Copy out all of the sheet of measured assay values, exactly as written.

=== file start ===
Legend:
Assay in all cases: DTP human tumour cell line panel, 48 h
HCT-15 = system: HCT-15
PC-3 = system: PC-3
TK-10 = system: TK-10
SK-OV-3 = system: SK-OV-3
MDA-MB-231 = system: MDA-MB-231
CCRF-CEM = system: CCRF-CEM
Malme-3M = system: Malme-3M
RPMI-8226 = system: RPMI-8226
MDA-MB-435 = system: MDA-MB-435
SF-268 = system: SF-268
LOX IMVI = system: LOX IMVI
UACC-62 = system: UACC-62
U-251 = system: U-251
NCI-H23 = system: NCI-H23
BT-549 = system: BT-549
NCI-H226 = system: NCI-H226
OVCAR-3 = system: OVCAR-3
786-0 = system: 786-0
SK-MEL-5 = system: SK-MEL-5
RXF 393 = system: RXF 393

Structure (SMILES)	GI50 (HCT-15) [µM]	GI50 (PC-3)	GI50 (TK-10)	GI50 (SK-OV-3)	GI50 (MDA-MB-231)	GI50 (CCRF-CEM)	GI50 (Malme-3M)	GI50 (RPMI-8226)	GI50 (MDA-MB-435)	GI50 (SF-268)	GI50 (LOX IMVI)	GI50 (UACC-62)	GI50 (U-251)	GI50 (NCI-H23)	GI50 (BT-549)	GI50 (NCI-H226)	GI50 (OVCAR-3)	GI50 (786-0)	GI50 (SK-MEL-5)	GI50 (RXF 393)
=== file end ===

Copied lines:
Legend:
Assay in all cases: DTP human tumour cell line panel, 48 h
HCT-15 = system: HCT-15
PC-3 = system: PC-3
TK-10 = system: TK-10
SK-OV-3 = system: SK-OV-3
MDA-MB-231 = system: MDA-MB-231
CCRF-CEM = system: CCRF-CEM
Malme-3M = system: Malme-3M
RPMI-8226 = system: RPMI-8226
MDA-MB-435 = system: MDA-MB-435
SF-268 = system: SF-268
LOX IMVI = system: LOX IMVI
UACC-62 = system: UACC-62
U-251 = system: U-251
NCI-H23 = system: NCI-H23
BT-549 = system: BT-549
NCI-H226 = system: NCI-H226
OVCAR-3 = system: OVCAR-3
786-0 = system: 786-0
SK-MEL-5 = system: SK-MEL-5
RXF 393 = system: RXF 393

Structure (SMILES)	GI50 (HCT-15) [µM]	GI50 (PC-3)	GI50 (TK-10)	GI50 (SK-OV-3)	GI50 (MDA-MB-231)	GI50 (CCRF-CEM)	GI50 (Malme-3M)	GI50 (RPMI-8226)	GI50 (MDA-MB-435)	GI50 (SF-268)	GI50 (LOX IMVI)	GI50 (UACC-62)	GI50 (U-251)	GI50 (NCI-H23)	GI50 (BT-549)	GI50 (NCI-H226)	GI50 (OVCAR-3)	GI50 (786-0)	GI50 (SK-MEL-5)	GI50 (RXF 393)